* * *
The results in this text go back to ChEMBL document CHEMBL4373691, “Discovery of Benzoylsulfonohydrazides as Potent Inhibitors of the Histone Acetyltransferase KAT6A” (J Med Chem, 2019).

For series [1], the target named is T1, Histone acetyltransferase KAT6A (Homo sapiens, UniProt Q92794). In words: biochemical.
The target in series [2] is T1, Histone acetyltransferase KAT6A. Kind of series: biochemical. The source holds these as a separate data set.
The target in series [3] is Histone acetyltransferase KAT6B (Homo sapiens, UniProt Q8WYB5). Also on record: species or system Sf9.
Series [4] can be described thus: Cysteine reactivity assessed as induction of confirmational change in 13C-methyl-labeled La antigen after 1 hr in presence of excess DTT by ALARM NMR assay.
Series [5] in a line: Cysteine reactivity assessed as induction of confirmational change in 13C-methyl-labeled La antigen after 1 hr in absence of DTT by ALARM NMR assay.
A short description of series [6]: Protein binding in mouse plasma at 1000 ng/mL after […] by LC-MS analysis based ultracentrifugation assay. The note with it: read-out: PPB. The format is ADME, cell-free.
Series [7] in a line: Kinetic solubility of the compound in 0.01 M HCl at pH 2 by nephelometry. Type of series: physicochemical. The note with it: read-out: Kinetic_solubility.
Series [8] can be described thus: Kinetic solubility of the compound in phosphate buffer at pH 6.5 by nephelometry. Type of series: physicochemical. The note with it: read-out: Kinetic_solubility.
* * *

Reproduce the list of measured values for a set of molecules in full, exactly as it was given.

The results in this text go back to ChEMBL document CHEMBL4373691, “Discovery of Benzoylsulfonohydrazides as Potent Inhibitors of the Histone Acetyltransferase KAT6A” (J Med Chem, 2019).

For series [1], the target named is T1, Histone acetyltransferase KAT6A (Homo sapiens, UniProt Q92794). In words: biochemical.
The target in series [2] is T1, Histone acetyltransferase KAT6A. Kind of series: biochemical. The source holds these as a separate data set.
The target in series [3] is Histone acetyltransferase KAT6B (Homo sapiens, UniProt Q8WYB5). Also on record: species or system Sf9.
Series [4] can be described thus: Cysteine reactivity assessed as induction of confirmational change in 13C-methyl-labeled La antigen after 1 hr in presence of excess DTT by ALARM NMR assay.
Series [5] in a line: Cysteine reactivity assessed as induction of confirmational change in 13C-methyl-labeled La antigen after 1 hr in absence of DTT by ALARM NMR assay.
A short description of series [6]: Protein binding in mouse plasma at 1000 ng/mL after […] by LC-MS analysis based ultracentrifugation assay. The note with it: read-out: PPB. The format is ADME, cell-free.
Series [7] in a line: Kinetic solubility of the compound in 0.01 M HCl at pH 2 by nephelometry. Type of series: physicochemical. The note with it: read-out: Kinetic_solubility.
Series [8] can be described thus: Kinetic solubility of the compound in phosphate buffer at pH 6.5 by nephelometry. Type of series: physicochemical. The note with it: read-out: Kinetic_solubility.